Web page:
If ever peace can be brought to this troubled planet, it is to be hoped that some excuse can be found for continuing MANA (Musicians Against Nuclear Arms) concerts. From time to time, at various venues, notably at St James church in Piccadilly, devotees of peace gather to enjoy mutual company and beautiful music prepared for them by professional musicians, who give their services free, that the ticket money may be used to further the cause of peace and justice.  They are remarkable concerts.  If their true worth is ever discovered by the general public, there will be such a fight for tickets that few peace campaigners, who by their nature are unaggressive, will manage to obtain them.

The latest concert, on 5th November, was quite brilliant.  Those concerned to bring peace to the world might be expected to be both intelligent and sensitive, qualities needed by musicians, so it should come as no surprise to find great virtuosi among those volunteering their services for concerts.  The list of MANA patrons reads like a list of the great and the good in the musical world.  President is John Williams, and Michael Berkeley, Colin Davis, Mark Elder, Jane Glover, Emanuel Horowitz, Simon Rattle and many more outstanding musicians are patrons.

To describe the music would be presumptuous.  But I can say that the pleasure of hearing the work of the masters so well realised is increased by being there to watch its production at such close hand.  The biologist Richard Dawkins was once asked to list his ‘seven wonders of the world’, and near the top he put pianists.  He explained that the need to strike so many notes so accurately and in split-second sequence, with one hand playing one melodic line while the other supplied a different bass accompaniment, made absurdly difficult demands on brain and muscular coordination.  Dawkins’ assessment came to mind watching the violin section.  There are no frets on the violin, no indication of where to put the flying fingers of the left hand to produce the wanted note, and there are, I think, four strings to cover, and the precision is just awe-inspiring.  Add to that the different work given to the right hand.  Add to that the range of expression required in the production of each note, and the meticulous use of vibrato to improve the quality of even momentary notes.  Add to that the marvellous unison of the whole section. Producing music ought to be impossible, but no one has told musicians.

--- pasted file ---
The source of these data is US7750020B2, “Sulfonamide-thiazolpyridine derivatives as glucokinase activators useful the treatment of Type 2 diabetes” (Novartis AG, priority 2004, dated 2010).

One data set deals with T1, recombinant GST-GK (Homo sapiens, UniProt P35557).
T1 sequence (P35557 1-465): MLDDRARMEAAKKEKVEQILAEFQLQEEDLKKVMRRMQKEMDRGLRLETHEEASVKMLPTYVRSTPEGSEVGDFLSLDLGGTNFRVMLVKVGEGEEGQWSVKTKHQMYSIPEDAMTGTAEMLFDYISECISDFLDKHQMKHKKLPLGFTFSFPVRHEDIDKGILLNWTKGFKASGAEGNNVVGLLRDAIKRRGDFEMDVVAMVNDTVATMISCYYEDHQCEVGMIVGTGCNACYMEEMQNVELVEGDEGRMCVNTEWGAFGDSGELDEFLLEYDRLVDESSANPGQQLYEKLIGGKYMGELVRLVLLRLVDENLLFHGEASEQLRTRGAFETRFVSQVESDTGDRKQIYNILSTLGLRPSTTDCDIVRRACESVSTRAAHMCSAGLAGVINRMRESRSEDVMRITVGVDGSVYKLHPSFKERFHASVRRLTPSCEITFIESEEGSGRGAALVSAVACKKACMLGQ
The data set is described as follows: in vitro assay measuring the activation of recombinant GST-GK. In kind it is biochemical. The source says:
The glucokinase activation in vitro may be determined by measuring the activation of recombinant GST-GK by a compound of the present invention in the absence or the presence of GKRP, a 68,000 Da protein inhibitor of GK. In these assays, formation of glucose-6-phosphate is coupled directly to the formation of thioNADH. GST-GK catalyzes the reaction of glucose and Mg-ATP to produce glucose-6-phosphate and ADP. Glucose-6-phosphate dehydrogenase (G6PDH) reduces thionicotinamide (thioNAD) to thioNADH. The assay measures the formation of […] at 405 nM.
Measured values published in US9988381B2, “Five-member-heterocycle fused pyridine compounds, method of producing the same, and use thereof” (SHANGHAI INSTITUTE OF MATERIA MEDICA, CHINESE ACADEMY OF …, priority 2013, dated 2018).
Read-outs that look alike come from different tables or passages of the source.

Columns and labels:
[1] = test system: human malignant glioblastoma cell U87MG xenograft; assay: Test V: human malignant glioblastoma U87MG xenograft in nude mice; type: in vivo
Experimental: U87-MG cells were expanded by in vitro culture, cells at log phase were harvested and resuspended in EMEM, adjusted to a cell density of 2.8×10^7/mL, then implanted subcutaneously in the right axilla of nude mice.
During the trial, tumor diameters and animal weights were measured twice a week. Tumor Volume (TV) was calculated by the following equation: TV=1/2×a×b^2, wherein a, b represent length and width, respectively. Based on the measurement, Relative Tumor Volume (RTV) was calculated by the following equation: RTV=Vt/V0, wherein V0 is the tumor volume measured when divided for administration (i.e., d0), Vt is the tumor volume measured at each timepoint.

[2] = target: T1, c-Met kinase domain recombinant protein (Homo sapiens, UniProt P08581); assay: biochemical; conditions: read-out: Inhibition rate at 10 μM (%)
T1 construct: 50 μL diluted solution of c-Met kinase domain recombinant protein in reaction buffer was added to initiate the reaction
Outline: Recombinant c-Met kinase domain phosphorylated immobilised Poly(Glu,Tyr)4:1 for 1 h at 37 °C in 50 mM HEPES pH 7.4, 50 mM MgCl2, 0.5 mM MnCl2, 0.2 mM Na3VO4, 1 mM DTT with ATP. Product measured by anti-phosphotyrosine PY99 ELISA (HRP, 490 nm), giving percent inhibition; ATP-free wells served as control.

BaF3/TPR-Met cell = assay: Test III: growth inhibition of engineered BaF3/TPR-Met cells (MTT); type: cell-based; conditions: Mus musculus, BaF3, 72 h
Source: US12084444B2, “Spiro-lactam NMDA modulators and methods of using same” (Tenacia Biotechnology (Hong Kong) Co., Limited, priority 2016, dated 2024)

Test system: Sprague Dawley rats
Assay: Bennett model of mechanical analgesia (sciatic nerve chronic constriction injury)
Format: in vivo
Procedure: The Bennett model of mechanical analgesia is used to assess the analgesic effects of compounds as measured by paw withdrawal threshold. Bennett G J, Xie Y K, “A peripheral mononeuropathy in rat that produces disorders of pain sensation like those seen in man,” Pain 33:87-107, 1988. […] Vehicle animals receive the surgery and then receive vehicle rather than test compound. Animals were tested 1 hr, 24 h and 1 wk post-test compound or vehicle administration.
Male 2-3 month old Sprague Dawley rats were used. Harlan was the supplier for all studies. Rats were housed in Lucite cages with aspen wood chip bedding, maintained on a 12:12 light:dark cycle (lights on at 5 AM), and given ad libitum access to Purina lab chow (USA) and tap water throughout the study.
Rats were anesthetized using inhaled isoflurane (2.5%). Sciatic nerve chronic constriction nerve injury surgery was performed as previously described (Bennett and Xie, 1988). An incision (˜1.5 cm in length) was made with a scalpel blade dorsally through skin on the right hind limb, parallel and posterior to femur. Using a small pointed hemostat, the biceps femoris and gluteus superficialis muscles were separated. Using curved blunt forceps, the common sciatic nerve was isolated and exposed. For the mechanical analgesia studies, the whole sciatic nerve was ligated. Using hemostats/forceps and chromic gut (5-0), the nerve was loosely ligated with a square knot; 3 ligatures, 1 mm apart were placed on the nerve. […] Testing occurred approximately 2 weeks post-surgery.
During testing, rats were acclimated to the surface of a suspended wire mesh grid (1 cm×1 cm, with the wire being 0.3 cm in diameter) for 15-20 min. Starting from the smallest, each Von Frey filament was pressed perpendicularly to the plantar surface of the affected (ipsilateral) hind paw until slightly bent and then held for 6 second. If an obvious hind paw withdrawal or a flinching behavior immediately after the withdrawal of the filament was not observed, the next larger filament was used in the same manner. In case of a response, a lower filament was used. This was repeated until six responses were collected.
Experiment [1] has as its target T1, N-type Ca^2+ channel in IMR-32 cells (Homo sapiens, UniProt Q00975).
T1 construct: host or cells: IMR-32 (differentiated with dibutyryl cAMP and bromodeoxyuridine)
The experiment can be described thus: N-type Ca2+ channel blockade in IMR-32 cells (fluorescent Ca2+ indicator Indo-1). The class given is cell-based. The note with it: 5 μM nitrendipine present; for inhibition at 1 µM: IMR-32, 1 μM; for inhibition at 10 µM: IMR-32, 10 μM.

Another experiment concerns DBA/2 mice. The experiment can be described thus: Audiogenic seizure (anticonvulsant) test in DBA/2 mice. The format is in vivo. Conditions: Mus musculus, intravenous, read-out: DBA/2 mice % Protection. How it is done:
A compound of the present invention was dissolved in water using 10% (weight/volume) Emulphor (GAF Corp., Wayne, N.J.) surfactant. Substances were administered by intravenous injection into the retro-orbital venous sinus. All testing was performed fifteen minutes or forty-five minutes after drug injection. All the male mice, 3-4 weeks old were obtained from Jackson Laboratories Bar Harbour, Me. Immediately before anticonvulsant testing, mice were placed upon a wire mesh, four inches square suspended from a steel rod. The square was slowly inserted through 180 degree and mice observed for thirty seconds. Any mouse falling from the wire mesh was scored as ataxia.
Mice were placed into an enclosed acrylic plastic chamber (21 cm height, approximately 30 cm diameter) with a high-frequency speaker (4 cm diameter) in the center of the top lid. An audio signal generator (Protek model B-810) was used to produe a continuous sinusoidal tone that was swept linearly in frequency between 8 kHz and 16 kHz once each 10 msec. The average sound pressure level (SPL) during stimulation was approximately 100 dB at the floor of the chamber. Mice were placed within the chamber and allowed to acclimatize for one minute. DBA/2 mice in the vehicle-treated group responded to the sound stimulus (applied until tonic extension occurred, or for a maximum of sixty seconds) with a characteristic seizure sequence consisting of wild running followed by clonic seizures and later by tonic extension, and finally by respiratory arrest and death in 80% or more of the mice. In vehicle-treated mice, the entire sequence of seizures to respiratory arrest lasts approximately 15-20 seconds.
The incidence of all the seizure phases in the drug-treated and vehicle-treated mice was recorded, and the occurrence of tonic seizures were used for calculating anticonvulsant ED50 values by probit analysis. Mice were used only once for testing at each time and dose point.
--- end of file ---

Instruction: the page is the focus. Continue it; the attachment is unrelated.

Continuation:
If there were any sort of justice in the handing out of honours, we would be addressing Joan Horrocks, who together with a small committee has done such amazing work in organising these wonderful concerts, as Your Ladyship.  Guest speakers address the audience before the second half  (this time we had Tony Benn, and recently it was Kate Hudson).  And large amounts of money are raised for peace. 

It is worth joining MANA.  You don’t have to be a professional musician, just someone who enjoys good music.  You will also enjoy the quarterly MANA newsletter, written by Joan, which not only gives details of coming concerts, but also will keep you up to date on peace matters. Individual membership is Ł7.50.  Send your sub to: Joan Horrocks, 71 Greenfield Gardens, London NW2 1HU.